A moderate victory over the gas cartel at Domainfax:
Oil and gas giants will be hit with a $6 billion tax hike over the next decade following years of concern that Australia has been hemorrhaging lucrative revenue to multinationals.
The decision was made after an 18-month wait for the Coalition’s response to a landmark review into the sector, which heard Australia would eclipse Qatar as the world’s top gas exporter by 2020 but receive just $800 million revenue compared to Qatar’s $26.6 billion.
The government went further than some in the industry were expecting on Friday by declaring current projects would have previous exploration concessions used to offset future profits crimped from 2019, despite industry threats that would put investment at risk.
Uplift concessions that allow companies to deduct the cost of risky exploration against future profits will be cut from 15 to 5 percentage points plus the long-term bond rate from July, bringing it into line with less high-risk projects.
“All along industry has been saying don’t touch current projects,” said Monash University PRRT expert Diane Kraal. “These changes will effect existing projects which I think is a pretty good compromise.”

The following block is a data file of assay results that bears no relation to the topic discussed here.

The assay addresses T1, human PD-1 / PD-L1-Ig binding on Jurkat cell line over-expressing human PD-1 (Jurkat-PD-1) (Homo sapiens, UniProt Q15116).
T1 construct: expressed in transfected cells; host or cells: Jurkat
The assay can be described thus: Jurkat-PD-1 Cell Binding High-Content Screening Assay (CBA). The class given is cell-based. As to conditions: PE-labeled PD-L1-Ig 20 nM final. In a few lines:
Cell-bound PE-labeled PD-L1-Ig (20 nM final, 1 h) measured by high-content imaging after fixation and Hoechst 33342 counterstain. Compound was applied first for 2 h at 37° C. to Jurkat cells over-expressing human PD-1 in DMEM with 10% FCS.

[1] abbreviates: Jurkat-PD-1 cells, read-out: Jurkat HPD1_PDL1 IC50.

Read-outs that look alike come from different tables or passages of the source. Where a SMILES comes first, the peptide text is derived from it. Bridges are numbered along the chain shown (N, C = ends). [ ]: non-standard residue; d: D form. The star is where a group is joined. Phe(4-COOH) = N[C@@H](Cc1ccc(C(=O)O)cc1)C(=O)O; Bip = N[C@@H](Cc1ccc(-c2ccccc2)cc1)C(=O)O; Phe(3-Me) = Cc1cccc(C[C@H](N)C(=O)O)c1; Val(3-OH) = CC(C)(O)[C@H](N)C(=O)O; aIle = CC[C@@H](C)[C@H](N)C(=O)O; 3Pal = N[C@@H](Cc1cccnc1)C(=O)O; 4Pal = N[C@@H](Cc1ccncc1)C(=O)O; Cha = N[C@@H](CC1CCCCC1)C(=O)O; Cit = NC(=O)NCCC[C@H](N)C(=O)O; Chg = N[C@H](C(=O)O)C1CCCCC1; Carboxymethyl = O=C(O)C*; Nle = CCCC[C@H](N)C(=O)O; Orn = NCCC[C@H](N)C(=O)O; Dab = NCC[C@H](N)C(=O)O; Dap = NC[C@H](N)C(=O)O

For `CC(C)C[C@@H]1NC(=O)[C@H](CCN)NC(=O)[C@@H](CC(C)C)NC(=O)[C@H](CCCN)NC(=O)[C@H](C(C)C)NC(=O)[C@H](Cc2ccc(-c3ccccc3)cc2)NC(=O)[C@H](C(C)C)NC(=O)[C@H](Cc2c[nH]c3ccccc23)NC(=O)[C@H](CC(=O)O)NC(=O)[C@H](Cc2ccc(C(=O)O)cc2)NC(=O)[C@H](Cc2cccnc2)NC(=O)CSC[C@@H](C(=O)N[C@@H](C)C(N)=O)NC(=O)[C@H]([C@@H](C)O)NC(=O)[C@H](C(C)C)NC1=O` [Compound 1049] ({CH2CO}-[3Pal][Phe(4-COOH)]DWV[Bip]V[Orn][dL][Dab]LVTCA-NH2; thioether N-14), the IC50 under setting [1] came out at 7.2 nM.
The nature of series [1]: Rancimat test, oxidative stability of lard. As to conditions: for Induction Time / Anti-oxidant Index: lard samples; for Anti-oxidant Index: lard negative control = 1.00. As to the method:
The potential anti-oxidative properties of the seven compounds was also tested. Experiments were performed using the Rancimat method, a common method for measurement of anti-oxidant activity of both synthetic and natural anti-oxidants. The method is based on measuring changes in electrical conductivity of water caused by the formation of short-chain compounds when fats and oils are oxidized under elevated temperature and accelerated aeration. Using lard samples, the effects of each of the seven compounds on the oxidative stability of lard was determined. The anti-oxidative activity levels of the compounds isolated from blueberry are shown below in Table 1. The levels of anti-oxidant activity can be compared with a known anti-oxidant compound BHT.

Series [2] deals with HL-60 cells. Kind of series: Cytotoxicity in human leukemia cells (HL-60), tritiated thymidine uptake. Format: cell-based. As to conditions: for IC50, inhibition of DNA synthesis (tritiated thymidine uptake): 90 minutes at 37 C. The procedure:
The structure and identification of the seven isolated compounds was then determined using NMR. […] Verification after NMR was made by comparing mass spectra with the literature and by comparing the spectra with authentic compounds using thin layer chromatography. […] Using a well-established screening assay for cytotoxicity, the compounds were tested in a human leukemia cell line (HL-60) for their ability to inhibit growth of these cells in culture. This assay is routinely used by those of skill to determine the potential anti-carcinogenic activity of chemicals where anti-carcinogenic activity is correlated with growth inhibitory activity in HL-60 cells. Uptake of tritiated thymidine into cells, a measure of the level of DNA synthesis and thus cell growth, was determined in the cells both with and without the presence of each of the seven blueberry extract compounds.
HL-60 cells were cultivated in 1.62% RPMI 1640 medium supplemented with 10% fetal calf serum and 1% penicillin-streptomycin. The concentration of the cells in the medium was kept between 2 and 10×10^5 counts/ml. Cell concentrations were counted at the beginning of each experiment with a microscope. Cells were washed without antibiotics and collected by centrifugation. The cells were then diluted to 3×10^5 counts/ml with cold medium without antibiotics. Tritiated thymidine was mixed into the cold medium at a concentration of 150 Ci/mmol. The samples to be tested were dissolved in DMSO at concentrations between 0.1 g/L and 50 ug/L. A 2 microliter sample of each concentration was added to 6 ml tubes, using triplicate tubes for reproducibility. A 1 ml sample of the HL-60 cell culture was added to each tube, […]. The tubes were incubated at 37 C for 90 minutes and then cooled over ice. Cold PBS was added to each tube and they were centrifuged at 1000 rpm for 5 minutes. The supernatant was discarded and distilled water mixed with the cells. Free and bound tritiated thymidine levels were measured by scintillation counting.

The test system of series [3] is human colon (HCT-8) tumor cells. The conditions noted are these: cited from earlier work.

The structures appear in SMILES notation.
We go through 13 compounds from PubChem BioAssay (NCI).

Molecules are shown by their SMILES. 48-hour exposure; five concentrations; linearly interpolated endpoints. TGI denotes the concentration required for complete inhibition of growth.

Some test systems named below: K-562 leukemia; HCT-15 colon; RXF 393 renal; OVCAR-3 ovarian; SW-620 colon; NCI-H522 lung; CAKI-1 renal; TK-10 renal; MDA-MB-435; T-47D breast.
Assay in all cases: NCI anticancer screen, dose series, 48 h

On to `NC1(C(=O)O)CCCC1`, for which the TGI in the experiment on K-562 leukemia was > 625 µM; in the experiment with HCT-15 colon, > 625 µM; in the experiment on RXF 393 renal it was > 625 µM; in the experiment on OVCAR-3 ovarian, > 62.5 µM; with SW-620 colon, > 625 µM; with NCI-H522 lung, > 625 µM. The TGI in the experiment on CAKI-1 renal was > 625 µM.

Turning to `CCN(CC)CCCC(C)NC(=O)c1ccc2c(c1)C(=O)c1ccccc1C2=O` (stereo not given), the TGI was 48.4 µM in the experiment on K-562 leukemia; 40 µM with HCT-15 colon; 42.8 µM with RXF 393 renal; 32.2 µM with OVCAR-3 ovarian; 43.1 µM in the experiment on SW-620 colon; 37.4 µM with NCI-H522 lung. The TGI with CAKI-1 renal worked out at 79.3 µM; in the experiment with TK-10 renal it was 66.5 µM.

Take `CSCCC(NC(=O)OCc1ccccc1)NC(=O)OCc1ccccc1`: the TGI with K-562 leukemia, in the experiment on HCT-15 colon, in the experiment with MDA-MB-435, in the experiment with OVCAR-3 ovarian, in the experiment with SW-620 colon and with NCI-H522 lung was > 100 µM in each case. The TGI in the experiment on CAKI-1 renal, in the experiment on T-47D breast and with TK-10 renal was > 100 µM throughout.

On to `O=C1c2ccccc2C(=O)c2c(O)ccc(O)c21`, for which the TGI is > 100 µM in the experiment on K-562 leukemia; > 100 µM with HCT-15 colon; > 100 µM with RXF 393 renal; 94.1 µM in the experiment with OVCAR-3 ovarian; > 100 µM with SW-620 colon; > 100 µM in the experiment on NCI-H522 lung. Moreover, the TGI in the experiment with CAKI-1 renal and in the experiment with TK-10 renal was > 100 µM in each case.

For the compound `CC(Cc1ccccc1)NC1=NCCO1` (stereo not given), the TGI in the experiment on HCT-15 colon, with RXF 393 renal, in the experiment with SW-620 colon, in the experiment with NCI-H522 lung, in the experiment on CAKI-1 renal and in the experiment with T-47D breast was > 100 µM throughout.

Onshore projects, which the government has accused miners of using to transfer deductions to to reduce their tax bills, will be removed from the PRRT regime altogether. No revenue has been collected from them since 2012.
So they will also lose access to the uplift rate which is retrospective and good. Via The Australian, Labor is making some strange noises about it:
Opposition treasury spokesman Chris Bowen said Labor would review the detail of the proposals before endorsing the measures.
“If reforms are sensible and get more revenue then that’s appropriate,” Mr Bowen said. “We’re sympathetic to more revenue where that can be done, but there’s a balance to be struck with issues of retrospectivity,” he said.
Mr Bowen, if you’re going to toughen east coast domestic reservation when you take power, and you had better of you want to keep it, then you should not be attacking retrospectivity on gas policy today.